Are natural resources bad for health?

Research output: Contribution to journalArticlepeer-review

29 Citations (Scopus)

Abstract

The purpose of this paper is to empirically examine whether economic dependence on various natural resources is associated with lower investment in health, after controlling for countries[U+05F3] geographical and historical fixed effects, corruption, autocratic regimes, income levels, and initial health status. Employing panel data for 118 countries for the period 1990-2008, we find no compelling evidence in support of a negative effect of resources on healthcare spending and outcomes. On the contrary, higher dependence on agricultural exports is associated with higher healthcare spending, higher life expectancy, and lower diabetes rates. Similarly, healthcare spending increases with higher mineral intensity. Finally, more hydrocarbon resource rents are associated with less diabetes and obesity rates. There is however evidence that public health provision relative to the size of the economy declines with greater hydrocarbon resource-intensity; the magnitude of this effect is less severe in non-democratic countries.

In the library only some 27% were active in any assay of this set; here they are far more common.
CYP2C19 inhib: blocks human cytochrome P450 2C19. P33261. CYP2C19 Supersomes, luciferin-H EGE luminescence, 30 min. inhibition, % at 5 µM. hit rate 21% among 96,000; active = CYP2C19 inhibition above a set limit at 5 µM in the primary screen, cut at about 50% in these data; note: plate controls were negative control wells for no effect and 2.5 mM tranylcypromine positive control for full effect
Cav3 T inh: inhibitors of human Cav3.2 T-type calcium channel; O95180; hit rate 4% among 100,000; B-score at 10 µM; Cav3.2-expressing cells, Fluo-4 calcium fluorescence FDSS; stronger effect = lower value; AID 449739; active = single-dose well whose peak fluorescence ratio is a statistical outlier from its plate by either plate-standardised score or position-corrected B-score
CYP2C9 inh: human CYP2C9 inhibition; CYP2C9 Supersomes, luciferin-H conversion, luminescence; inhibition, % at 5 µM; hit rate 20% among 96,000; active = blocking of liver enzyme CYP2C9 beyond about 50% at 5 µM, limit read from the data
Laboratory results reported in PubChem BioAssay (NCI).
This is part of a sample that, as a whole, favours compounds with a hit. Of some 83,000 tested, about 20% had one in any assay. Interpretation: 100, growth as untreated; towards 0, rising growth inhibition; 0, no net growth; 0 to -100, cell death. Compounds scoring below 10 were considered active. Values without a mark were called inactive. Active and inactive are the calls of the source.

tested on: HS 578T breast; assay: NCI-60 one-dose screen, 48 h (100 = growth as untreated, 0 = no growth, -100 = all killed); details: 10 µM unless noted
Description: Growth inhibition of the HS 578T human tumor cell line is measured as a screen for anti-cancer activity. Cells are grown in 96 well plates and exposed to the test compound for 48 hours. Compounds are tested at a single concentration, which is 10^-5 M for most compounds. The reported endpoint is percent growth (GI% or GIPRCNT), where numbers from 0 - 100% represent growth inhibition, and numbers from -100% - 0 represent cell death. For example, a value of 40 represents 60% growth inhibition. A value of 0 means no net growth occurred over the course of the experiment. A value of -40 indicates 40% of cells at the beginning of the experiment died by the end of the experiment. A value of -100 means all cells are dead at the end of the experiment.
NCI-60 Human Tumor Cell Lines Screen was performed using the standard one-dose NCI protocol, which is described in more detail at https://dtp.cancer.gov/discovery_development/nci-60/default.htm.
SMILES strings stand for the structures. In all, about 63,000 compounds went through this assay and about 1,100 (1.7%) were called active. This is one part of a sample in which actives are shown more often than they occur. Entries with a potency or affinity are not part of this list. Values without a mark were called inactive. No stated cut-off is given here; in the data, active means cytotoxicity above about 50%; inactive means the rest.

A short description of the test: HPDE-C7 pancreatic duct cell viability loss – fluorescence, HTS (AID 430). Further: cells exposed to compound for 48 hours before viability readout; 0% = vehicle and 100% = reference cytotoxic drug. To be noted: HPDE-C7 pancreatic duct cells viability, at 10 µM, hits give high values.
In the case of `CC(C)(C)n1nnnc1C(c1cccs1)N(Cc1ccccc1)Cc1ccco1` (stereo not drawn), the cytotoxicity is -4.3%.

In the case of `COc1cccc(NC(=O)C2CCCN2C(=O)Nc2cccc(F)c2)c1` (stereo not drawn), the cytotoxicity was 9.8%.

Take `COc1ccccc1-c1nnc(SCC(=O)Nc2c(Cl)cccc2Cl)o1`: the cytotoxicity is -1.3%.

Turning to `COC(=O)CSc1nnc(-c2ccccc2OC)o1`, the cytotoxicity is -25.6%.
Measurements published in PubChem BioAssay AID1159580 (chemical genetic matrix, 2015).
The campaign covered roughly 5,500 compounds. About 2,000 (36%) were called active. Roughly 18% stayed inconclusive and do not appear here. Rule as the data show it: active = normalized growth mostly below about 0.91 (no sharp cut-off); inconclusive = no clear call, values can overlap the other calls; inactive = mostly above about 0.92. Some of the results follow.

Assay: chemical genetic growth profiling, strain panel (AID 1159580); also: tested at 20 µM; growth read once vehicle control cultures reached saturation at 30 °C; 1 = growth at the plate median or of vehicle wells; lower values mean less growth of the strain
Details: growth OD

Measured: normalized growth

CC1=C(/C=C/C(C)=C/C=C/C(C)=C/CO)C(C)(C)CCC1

Original languageEnglish
Pages (from-to)29-42
Number of pages14
JournalHealth and Place
Volume32
DOIs
Publication statusPublished - Mar 1 2015

Keywords

  • Healthcare spending
  • Natural resources
  • Obesity
  • Public health expenditure

ASJC Scopus subject areas

  • Health(social science)
  • Sociology and Political Science
  • Life-span and Life-course Studies

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